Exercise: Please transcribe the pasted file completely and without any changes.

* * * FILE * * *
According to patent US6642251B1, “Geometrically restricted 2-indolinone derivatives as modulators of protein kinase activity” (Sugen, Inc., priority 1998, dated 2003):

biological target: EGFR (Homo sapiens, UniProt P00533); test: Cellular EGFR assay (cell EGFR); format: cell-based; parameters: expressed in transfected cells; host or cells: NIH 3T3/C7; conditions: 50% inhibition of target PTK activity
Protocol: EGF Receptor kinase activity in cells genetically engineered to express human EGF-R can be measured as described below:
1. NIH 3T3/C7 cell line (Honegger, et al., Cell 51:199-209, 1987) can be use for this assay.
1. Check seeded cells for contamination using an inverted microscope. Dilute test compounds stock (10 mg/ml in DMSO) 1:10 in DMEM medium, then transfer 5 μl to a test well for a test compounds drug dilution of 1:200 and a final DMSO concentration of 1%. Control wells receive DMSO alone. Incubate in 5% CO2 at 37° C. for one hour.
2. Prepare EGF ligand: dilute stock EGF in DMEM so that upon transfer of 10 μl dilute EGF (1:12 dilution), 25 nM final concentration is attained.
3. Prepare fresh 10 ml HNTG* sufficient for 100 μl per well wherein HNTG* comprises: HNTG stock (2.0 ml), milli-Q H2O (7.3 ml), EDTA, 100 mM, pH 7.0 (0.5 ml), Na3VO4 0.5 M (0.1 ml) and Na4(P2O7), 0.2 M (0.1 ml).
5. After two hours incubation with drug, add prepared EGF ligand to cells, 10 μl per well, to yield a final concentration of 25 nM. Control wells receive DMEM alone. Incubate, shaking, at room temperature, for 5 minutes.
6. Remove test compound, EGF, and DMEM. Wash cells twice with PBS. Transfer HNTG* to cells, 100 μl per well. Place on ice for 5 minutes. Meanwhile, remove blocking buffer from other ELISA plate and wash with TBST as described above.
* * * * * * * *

According to patent US6642251B1, “Geometrically restricted 2-indolinone derivatives as modulators of protein kinase activity” (Sugen, Inc., priority 1998, dated 2003):

biological target: EGFR (Homo sapiens, UniProt P00533); test: Cellular EGFR assay (cell EGFR); format: cell-based; parameters: expressed in transfected cells; host or cells: NIH 3T3/C7; conditions: 50% inhibition of target PTK activity
Protocol: EGF Receptor kinase activity in cells genetically engineered to express human EGF-R can be measured as described below:
1. NIH 3T3/C7 cell line (Honegger, et al., Cell 51:199-209, 1987) can be use for this assay.
1. Check seeded cells for contamination using an inverted microscope. Dilute test compounds stock (10 mg/ml in DMSO) 1:10 in DMEM medium, then transfer 5 μl to a test well for a test compounds drug dilution of 1:200 and a final DMSO concentration of 1%. Control wells receive DMSO alone. Incubate in 5% CO2 at 37° C. for one hour.
2. Prepare EGF ligand: dilute stock EGF in DMEM so that upon transfer of 10 μl dilute EGF (1:12 dilution), 25 nM final concentration is attained.
3. Prepare fresh 10 ml HNTG* sufficient for 100 μl per well wherein HNTG* comprises: HNTG stock (2.0 ml), milli-Q H2O (7.3 ml), EDTA, 100 mM, pH 7.0 (0.5 ml), Na3VO4 0.5 M (0.1 ml) and Na4(P2O7), 0.2 M (0.1 ml).
5. After two hours incubation with drug, add prepared EGF ligand to cells, 10 μl per well, to yield a final concentration of 25 nM. Control wells receive DMEM alone. Incubate, shaking, at room temperature, for 5 minutes.
6. Remove test compound, EGF, and DMEM. Wash cells twice with PBS. Transfer HNTG* to cells, 100 μl per well. Place on ice for 5 minutes. Meanwhile, remove blocking buffer from other ELISA plate and wash with TBST as described above.